Anyway, that was our entire adventure in Thailand! Stay tuned for our week in Japan!

Laos, Golden Triangle, and Hill Tribes

Oops, I mixed up these two blogs! The previous post, about the elephants, orchids, and tigers, was actually Wednesday, Aug 10th. This day was actually before then, on Tuesday, August 9th. Oh, well. Mistake fixed!

The following day was our big trip up north from Chiang Mai to Chiang Rai to visit the Golden Triangle, Laos, and hill tribe villages. We were picked up at our hotel around 7:30 in a big van. Our guide, Nam, was a Thai woman who’s English wasn’t quite as good as Chiya’s, but still understandable. Along the way, we stopped at a beautiful hot springs.

Here’s some of the mountains you can see in the north:



And the hot spring:



I bought a really pretty pink dress in that town. I bought a total of three summer dresses in Thailand, all very nice and cheap. The dress I’m wearing in the picture is from Japan, a present from Pastor Toshi and Kumi for my two years of service at the church.

Next we stopped by the famous “white temple,” a very strange, contemporary structure designed more as a tourist attraction than a place of worship, I think. Here’s Mom and me in front:



And here are the hands before the entrance supposedly “reaching up from hell.” That was really creepy.




We weren’t allowed to take pictures of the inside, but right alongside the pictures of people in modern dress from all nations being flown on magic carpets to meet the Buddha in heaven, were images of spider man, the Hulk, Superman, Neo from the Matrix, even Japanese cartoon characters. Modern-day superheroes painted all over the walls. I asked Nam what that was all about. I assumed it had something to do with “karma” or heroism or something semi-intelligent like that, but she said no, the temple designer simply liked those characters so he included them inside the temple. Talk about irreverent. Who could possibly take their religion seriously when they’ve got anpan man (red bean paste bread man), Snoopy, and violent video game characters right alongside Buddha, who preached against violence and worldliness? They were still working on the mural too. It’ll be a sight to see when it’s finished.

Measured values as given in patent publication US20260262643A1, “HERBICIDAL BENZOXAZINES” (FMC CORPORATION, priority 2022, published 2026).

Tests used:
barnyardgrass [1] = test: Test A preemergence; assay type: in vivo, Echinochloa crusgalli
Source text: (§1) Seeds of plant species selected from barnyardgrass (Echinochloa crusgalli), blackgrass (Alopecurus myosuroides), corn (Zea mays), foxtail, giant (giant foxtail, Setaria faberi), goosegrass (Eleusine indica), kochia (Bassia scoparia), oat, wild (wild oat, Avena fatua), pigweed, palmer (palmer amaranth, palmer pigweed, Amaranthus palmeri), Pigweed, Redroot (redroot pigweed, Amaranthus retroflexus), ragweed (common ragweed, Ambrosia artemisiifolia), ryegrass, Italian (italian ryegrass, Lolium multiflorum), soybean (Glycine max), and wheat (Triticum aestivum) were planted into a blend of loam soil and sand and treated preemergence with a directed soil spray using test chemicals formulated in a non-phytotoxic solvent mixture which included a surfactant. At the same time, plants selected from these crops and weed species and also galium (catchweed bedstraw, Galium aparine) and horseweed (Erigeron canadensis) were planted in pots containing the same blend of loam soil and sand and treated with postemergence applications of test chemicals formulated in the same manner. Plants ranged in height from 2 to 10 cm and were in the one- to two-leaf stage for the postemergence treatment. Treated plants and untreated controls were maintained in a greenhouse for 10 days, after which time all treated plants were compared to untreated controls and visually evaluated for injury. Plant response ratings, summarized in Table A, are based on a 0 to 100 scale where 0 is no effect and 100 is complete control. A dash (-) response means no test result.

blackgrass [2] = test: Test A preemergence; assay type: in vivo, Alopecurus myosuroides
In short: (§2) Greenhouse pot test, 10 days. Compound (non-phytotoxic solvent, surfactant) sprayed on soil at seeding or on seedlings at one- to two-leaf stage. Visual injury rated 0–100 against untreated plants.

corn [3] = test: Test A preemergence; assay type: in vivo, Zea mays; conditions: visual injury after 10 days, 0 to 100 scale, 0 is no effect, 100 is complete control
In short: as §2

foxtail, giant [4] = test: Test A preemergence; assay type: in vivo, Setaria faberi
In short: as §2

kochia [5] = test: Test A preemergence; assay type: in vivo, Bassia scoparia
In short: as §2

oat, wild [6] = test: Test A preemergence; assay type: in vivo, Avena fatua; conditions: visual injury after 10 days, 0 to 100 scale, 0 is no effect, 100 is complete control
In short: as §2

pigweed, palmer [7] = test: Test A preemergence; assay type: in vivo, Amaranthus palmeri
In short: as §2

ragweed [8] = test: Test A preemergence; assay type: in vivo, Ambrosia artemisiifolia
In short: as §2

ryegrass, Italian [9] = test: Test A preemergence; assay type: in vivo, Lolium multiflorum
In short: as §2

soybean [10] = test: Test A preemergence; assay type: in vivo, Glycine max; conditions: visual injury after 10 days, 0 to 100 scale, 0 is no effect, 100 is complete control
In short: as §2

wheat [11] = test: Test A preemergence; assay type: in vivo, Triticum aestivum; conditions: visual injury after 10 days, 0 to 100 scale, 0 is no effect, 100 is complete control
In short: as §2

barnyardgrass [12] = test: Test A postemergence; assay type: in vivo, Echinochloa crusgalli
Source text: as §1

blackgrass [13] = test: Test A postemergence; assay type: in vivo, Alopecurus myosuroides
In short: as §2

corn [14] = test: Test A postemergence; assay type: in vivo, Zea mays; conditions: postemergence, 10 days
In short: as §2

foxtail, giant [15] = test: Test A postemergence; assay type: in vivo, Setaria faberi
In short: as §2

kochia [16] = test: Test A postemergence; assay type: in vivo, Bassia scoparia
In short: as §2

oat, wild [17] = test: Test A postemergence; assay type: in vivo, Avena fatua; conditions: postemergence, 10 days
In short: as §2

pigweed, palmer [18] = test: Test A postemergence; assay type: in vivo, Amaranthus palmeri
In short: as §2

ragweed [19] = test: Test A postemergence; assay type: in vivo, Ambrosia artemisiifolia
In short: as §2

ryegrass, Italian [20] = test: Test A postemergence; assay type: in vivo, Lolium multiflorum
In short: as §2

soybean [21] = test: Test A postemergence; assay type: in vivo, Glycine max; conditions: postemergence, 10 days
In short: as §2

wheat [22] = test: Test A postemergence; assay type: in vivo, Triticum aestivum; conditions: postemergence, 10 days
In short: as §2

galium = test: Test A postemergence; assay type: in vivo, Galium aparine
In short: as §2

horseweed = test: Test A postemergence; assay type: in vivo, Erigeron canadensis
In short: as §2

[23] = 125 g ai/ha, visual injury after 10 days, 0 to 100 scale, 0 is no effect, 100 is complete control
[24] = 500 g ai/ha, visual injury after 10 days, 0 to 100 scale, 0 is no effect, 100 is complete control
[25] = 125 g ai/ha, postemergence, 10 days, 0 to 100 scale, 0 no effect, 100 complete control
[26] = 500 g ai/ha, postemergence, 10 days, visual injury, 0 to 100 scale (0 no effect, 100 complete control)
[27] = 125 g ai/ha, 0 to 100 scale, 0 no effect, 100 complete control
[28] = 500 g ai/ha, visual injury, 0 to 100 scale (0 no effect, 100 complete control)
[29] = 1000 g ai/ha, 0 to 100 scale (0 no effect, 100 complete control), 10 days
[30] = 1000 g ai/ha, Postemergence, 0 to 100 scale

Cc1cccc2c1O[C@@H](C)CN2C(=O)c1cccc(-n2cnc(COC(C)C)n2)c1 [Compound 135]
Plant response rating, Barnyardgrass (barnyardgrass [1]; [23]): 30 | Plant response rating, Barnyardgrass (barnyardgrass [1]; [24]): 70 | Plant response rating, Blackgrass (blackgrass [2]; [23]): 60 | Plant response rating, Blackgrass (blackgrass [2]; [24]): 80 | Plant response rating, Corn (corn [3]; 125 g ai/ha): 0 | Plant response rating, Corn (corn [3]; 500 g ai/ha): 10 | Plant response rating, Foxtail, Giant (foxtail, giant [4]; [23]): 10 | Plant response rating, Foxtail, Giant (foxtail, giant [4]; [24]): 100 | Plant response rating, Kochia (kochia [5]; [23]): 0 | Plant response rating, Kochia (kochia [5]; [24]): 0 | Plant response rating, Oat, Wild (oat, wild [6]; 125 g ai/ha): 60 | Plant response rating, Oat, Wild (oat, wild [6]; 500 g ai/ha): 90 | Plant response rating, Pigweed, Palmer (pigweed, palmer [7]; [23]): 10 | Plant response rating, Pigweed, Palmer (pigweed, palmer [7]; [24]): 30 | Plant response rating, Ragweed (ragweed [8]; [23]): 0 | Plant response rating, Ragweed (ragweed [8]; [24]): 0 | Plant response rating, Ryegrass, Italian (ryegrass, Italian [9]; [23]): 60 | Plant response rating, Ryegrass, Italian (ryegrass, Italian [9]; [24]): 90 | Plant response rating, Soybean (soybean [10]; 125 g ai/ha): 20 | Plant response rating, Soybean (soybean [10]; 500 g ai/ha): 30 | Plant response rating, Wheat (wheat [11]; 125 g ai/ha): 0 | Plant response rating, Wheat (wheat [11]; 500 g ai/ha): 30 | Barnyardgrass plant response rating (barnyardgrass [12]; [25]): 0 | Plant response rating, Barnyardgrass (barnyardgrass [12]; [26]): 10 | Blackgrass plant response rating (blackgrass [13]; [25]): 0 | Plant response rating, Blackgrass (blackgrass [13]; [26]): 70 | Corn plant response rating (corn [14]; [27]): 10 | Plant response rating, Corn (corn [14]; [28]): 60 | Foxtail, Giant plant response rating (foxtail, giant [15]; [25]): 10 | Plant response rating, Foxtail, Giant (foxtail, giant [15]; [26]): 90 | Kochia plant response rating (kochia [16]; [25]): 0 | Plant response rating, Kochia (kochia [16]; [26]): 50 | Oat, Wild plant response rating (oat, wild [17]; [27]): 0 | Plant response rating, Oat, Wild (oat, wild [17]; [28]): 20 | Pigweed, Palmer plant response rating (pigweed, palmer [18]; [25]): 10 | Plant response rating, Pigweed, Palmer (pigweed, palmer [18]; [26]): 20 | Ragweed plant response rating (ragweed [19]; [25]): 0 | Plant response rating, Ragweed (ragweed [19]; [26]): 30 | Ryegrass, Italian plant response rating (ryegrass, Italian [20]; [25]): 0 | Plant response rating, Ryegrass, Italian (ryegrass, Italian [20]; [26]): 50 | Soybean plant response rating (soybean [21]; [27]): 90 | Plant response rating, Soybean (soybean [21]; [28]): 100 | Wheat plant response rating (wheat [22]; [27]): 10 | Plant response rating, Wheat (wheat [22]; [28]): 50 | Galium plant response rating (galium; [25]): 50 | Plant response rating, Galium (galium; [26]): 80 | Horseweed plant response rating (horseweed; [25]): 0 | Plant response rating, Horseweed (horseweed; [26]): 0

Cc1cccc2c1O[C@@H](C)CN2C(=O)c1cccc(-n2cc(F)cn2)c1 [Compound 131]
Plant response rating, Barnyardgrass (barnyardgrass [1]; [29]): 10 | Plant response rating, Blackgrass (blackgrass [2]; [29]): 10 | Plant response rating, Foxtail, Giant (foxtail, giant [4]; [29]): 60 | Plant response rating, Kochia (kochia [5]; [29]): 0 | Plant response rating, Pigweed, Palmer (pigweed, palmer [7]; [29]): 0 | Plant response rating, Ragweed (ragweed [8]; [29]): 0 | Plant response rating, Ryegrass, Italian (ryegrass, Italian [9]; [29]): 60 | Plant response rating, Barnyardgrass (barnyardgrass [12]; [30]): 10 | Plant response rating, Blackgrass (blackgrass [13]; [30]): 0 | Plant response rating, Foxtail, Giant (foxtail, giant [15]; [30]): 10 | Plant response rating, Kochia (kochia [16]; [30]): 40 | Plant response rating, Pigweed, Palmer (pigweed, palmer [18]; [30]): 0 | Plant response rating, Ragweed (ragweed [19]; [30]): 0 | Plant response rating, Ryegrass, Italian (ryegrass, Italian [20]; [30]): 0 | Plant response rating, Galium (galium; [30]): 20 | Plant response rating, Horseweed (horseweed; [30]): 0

Even creepier was the full-sized figure of a monk meditating in the middle of the temple in front of the Buddha statue. He looked like a real man, right down to the wrinkles in his skin and robe, but he turned out just to be a wax statue. Nearly fooled me!

The creepiness didn’t end there. There were demon heads hanging from all the trees with mossy plants growing from them like hair and beards, and weird statues sticking up from the ground, designed after the creature from Alien and other horror movies: